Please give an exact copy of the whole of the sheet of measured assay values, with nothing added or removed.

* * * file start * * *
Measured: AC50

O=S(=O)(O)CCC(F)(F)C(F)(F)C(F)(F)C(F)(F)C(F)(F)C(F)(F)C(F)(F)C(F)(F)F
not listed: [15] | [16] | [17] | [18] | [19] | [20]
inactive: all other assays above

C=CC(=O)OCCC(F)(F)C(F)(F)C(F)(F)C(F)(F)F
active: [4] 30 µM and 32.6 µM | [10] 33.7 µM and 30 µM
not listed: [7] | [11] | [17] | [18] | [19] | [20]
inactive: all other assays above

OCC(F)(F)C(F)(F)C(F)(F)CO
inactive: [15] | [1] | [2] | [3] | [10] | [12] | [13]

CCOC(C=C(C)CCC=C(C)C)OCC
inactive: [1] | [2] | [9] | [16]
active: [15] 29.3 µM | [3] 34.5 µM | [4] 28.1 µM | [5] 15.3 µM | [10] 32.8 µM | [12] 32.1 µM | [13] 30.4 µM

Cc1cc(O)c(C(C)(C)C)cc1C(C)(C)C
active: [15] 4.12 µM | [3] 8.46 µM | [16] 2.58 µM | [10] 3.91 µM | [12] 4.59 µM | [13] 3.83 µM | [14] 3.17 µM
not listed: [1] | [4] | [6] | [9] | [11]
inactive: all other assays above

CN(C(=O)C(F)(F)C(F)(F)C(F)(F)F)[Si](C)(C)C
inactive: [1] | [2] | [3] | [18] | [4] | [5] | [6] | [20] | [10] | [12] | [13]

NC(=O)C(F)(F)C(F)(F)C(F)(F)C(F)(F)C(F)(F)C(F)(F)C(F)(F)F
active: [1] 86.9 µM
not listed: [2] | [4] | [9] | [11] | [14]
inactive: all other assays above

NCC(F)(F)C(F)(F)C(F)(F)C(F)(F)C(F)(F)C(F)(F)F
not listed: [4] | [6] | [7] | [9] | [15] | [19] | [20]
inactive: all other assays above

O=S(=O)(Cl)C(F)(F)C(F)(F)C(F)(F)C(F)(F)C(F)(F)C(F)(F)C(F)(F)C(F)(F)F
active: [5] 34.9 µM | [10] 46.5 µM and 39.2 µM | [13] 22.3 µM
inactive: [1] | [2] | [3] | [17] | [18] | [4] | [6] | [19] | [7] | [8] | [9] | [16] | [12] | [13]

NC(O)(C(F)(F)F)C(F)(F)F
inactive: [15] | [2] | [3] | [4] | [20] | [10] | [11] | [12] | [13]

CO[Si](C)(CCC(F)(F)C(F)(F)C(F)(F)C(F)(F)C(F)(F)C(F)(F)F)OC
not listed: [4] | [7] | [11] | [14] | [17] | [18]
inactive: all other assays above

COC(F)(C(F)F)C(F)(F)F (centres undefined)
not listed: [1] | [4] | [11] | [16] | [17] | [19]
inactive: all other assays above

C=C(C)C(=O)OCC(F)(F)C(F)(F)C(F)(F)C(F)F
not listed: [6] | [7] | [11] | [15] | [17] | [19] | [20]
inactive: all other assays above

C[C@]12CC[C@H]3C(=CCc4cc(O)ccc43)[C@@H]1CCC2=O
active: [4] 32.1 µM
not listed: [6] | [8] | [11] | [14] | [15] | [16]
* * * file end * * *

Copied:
Measured: AC50

O=S(=O)(O)CCC(F)(F)C(F)(F)C(F)(F)C(F)(F)C(F)(F)C(F)(F)C(F)(F)C(F)(F)F
not listed: [15] | [16] | [17] | [18] | [19] | [20]
inactive: all other assays above

C=CC(=O)OCCC(F)(F)C(F)(F)C(F)(F)C(F)(F)F
active: [4] 30 µM and 32.6 µM | [10] 33.7 µM and 30 µM
not listed: [7] | [11] | [17] | [18] | [19] | [20]
inactive: all other assays above

OCC(F)(F)C(F)(F)C(F)(F)CO
inactive: [15] | [1] | [2] | [3] | [10] | [12] | [13]

CCOC(C=C(C)CCC=C(C)C)OCC
inactive: [1] | [2] | [9] | [16]
active: [15] 29.3 µM | [3] 34.5 µM | [4] 28.1 µM | [5] 15.3 µM | [10] 32.8 µM | [12] 32.1 µM | [13] 30.4 µM

Cc1cc(O)c(C(C)(C)C)cc1C(C)(C)C
active: [15] 4.12 µM | [3] 8.46 µM | [16] 2.58 µM | [10] 3.91 µM | [12] 4.59 µM | [13] 3.83 µM | [14] 3.17 µM
not listed: [1] | [4] | [6] | [9] | [11]
inactive: all other assays above

CN(C(=O)C(F)(F)C(F)(F)C(F)(F)F)[Si](C)(C)C
inactive: [1] | [2] | [3] | [18] | [4] | [5] | [6] | [20] | [10] | [12] | [13]

NC(=O)C(F)(F)C(F)(F)C(F)(F)C(F)(F)C(F)(F)C(F)(F)C(F)(F)F
active: [1] 86.9 µM
not listed: [2] | [4] | [9] | [11] | [14]
inactive: all other assays above

NCC(F)(F)C(F)(F)C(F)(F)C(F)(F)C(F)(F)C(F)(F)F
not listed: [4] | [6] | [7] | [9] | [15] | [19] | [20]
inactive: all other assays above

O=S(=O)(Cl)C(F)(F)C(F)(F)C(F)(F)C(F)(F)C(F)(F)C(F)(F)C(F)(F)C(F)(F)F
active: [5] 34.9 µM | [10] 46.5 µM and 39.2 µM | [13] 22.3 µM
inactive: [1] | [2] | [3] | [17] | [18] | [4] | [6] | [19] | [7] | [8] | [9] | [16] | [12] | [13]

NC(O)(C(F)(F)F)C(F)(F)F
inactive: [15] | [2] | [3] | [4] | [20] | [10] | [11] | [12] | [13]

CO[Si](C)(CCC(F)(F)C(F)(F)C(F)(F)C(F)(F)C(F)(F)C(F)(F)F)OC
not listed: [4] | [7] | [11] | [14] | [17] | [18]
inactive: all other assays above

COC(F)(C(F)F)C(F)(F)F (centres undefined)
not listed: [1] | [4] | [11] | [16] | [17] | [19]
inactive: all other assays above

C=C(C)C(=O)OCC(F)(F)C(F)(F)C(F)(F)C(F)F
not listed: [6] | [7] | [11] | [15] | [17] | [19] | [20]
inactive: all other assays above

C[C@]12CC[C@H]3C(=CCc4cc(O)ccc43)[C@@H]1CCC2=O
active: [4] 32.1 µM
not listed: [6] | [8] | [11] | [14] | [15] | [16]